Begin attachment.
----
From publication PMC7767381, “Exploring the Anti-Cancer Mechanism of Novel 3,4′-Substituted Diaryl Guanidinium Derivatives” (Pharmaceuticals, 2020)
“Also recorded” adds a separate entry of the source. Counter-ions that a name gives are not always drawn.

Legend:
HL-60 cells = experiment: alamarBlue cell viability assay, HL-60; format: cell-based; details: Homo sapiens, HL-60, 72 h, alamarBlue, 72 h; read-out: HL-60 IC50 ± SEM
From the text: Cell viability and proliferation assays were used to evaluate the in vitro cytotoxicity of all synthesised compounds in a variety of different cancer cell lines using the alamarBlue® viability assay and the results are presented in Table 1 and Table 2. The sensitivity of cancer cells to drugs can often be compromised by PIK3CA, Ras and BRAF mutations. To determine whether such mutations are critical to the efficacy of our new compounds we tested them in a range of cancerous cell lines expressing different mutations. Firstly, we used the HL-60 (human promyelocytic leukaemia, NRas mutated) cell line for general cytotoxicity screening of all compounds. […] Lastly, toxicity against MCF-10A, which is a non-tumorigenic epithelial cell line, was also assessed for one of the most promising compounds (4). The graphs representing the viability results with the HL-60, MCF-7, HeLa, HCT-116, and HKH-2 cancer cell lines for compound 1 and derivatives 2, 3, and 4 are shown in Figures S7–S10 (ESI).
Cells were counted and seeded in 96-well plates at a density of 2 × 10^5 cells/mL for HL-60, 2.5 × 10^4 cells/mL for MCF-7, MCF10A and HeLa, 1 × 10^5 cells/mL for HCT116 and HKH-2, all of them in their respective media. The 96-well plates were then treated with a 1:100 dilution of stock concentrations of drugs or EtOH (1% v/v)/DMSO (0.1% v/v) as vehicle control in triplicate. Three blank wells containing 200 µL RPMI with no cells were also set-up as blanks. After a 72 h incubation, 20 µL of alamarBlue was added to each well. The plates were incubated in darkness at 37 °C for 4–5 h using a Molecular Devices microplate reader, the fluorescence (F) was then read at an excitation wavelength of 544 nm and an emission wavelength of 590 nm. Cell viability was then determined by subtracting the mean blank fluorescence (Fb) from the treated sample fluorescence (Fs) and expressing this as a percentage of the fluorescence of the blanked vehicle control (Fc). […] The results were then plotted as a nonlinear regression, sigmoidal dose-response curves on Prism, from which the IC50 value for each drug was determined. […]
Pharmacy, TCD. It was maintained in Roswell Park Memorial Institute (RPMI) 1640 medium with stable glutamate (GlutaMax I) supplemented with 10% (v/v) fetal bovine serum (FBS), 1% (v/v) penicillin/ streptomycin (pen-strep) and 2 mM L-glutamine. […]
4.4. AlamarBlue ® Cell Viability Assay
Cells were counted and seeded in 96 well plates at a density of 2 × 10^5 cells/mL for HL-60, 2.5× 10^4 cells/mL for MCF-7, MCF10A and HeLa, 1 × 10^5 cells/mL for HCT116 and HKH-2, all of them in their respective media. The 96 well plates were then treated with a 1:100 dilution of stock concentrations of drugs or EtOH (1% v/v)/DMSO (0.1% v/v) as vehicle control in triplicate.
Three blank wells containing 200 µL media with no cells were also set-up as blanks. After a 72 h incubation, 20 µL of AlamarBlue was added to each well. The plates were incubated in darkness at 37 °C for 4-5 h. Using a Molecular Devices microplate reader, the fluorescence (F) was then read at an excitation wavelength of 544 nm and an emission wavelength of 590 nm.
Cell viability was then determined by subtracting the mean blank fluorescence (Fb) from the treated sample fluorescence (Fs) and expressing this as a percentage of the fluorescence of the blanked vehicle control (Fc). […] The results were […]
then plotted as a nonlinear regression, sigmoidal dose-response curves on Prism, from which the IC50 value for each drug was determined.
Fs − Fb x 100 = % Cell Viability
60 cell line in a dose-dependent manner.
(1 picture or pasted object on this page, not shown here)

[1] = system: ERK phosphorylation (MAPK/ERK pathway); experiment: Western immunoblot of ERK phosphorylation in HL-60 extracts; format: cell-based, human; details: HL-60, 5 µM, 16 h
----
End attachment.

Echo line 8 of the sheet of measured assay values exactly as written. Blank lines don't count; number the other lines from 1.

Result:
4.4. AlamarBlue ® Cell Viability Assay